Orbital decay of hot Jupiters due to nonlinear tidal dissipation within solar-type hosts
Essick et al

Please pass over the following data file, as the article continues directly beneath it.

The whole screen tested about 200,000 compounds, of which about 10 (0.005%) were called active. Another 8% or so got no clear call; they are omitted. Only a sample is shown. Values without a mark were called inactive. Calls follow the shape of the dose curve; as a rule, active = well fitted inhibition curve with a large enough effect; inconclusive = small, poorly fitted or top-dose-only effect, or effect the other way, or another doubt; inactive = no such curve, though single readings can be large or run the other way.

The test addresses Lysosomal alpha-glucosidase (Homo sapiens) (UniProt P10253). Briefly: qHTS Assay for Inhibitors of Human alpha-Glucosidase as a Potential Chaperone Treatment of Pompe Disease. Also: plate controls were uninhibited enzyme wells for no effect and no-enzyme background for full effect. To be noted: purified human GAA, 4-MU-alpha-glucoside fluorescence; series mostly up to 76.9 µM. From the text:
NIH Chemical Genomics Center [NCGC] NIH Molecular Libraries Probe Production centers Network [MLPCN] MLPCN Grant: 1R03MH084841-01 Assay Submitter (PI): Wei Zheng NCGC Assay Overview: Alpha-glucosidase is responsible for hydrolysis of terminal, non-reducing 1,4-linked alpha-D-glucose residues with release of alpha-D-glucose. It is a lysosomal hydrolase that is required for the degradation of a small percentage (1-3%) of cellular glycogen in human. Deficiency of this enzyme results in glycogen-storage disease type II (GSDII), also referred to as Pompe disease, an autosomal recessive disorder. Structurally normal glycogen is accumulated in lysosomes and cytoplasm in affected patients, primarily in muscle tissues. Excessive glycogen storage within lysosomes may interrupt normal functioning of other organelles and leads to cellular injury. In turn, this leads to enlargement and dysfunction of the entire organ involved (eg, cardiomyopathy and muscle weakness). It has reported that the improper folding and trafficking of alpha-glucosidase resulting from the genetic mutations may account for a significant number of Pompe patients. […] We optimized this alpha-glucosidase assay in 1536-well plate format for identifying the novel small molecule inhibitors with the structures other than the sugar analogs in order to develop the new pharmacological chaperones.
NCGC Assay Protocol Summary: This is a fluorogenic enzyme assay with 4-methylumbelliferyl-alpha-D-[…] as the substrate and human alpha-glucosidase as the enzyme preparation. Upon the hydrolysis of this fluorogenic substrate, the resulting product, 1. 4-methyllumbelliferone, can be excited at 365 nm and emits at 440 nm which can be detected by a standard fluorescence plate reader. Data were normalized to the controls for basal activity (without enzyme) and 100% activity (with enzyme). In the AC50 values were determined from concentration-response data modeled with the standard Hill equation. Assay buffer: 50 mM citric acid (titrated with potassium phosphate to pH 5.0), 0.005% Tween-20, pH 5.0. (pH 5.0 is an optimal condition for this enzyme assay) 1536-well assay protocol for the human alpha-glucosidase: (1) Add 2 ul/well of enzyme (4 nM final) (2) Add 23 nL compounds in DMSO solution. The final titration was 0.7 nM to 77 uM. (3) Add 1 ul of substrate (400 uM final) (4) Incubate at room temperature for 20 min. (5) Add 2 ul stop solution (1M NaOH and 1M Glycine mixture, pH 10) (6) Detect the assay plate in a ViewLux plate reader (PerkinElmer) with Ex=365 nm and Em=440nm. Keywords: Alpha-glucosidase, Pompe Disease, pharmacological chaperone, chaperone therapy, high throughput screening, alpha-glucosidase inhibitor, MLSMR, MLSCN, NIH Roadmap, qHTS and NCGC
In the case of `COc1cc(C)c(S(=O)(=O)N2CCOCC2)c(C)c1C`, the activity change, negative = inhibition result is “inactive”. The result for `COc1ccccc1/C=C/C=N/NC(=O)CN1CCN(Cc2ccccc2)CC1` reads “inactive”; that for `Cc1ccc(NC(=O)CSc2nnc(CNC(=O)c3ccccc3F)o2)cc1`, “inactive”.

We study the orbital evolution of hot Jupiters due to the excitation and damping of tidally driven g-modes within solar-type host stars. Linearly resonant g-modes (the dynamical tide) are driven to such large amplitudes in the stellar core that they excite a sea of other g-modes through weakly nonlinear interactions. By solving the dynamics of large networks of nonlinearly coupled modes, we show that the nonlinear dissipation rate of the dynamical tide is several orders of magnitude larger than the linear dissipation rate. As a result, we find that the orbits of planets with mass Mp greater than 0.5MJ and period P less than 2 days decay on timescales that are small compared to the main-sequence lifetime of their solar-type hosts. This corresponds to stellar tidal quality factors Q′∗≃105−106 for this range of Mp and P. Our results imply that there are ≃10 currently known exoplanetary systems, including WASP-19b and HAT-P-36-b, with orbital decay timescales shorter than a Gyr. Rapid, tide induced orbital decay may explain the observed paucity of planets with Mp greater than MJ and P less than 2 days around solar-type hosts and could generate detectable transit-timing variations in the near future.